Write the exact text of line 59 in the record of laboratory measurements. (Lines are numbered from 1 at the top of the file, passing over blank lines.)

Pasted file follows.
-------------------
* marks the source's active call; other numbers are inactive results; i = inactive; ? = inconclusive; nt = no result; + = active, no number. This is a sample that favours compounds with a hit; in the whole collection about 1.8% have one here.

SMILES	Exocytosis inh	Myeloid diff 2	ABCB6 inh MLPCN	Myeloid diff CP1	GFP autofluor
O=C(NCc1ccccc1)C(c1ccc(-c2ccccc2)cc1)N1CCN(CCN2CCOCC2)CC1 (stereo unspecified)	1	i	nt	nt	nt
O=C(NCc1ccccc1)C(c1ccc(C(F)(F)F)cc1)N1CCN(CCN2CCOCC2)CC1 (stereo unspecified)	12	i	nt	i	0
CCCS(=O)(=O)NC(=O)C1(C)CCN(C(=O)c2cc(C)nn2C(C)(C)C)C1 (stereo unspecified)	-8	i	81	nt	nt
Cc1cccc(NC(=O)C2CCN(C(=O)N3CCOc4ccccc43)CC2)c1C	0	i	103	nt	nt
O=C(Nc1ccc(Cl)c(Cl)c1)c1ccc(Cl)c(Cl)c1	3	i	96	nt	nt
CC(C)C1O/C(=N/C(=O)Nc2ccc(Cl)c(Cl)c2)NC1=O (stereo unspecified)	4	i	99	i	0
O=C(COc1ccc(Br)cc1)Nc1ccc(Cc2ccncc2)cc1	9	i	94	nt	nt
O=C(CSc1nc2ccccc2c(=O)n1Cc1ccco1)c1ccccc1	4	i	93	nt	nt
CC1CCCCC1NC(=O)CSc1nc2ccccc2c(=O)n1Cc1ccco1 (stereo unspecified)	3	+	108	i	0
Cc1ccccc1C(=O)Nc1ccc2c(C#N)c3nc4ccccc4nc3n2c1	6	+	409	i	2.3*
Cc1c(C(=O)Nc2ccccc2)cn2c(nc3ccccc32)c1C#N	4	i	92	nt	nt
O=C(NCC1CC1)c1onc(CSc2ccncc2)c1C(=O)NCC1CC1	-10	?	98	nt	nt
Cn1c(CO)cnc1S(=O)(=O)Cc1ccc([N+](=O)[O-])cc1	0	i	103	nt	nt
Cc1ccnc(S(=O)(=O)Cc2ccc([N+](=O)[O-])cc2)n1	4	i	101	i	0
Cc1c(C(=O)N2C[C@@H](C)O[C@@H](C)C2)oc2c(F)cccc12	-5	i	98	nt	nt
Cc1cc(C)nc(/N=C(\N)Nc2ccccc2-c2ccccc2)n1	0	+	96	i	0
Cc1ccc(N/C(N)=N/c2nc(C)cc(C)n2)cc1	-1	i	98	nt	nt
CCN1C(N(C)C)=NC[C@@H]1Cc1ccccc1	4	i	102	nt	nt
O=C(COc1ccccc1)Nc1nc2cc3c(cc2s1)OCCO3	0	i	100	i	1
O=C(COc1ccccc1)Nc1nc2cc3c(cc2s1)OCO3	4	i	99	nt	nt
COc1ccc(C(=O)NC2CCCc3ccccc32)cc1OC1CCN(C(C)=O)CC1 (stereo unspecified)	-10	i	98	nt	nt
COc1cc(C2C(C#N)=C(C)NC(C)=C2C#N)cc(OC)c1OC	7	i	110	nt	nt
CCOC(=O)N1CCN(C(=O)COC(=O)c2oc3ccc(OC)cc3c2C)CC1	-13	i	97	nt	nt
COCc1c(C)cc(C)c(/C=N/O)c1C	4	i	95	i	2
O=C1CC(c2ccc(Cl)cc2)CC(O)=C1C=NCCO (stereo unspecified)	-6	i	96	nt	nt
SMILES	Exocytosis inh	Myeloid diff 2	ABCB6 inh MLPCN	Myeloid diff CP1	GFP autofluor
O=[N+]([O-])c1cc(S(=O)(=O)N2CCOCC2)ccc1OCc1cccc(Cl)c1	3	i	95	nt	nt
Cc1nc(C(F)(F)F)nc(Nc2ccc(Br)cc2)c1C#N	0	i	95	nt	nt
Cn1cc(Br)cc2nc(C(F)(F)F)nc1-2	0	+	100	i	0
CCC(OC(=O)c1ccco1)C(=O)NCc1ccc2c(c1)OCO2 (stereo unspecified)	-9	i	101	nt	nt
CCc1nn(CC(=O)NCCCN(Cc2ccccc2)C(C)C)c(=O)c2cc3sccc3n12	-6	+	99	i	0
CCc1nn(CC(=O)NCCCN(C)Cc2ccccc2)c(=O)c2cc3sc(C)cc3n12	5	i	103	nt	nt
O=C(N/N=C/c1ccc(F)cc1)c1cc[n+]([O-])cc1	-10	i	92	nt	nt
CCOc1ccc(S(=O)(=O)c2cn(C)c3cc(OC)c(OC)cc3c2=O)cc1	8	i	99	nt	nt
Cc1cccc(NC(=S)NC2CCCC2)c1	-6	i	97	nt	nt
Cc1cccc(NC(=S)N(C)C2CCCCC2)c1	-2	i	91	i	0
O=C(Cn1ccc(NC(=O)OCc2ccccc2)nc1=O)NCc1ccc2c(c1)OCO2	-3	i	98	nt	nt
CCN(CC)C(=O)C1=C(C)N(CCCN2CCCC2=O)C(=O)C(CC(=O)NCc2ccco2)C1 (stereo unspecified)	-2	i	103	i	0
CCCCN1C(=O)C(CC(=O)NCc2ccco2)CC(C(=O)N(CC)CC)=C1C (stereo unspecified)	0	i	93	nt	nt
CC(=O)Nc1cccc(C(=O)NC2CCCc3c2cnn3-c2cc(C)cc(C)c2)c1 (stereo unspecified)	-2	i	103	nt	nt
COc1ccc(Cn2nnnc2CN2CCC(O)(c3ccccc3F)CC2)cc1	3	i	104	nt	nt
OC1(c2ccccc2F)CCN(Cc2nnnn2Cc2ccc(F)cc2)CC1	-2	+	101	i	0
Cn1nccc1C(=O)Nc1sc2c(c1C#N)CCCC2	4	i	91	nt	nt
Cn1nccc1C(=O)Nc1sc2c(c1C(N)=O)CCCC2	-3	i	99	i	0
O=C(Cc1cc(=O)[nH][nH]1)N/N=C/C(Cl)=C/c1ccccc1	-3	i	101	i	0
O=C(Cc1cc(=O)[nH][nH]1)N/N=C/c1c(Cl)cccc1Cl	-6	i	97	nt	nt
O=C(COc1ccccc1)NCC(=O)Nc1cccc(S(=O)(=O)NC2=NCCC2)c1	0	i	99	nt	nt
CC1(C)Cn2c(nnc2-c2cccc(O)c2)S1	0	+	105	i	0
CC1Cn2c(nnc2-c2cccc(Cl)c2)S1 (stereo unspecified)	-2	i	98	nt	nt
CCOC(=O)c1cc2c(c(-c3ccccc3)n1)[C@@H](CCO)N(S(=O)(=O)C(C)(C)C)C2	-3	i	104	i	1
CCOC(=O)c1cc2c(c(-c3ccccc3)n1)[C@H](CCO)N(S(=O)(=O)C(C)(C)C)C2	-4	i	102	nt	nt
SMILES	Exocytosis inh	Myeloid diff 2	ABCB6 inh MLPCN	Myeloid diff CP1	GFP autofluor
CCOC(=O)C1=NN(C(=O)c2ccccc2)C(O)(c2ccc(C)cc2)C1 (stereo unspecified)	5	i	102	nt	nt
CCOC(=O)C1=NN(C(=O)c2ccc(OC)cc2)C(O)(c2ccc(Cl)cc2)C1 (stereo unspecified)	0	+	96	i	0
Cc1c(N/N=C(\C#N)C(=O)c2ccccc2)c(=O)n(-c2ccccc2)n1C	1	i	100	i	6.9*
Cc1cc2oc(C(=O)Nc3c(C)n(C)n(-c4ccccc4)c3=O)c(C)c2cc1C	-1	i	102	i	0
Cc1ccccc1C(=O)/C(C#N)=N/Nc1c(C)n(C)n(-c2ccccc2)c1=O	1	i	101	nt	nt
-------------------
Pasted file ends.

Cc1ccccc1C(=O)/C(C#N)=N/Nc1c(C)n(C)n(-c2ccccc2)c1=O	1	i	101	nt	nt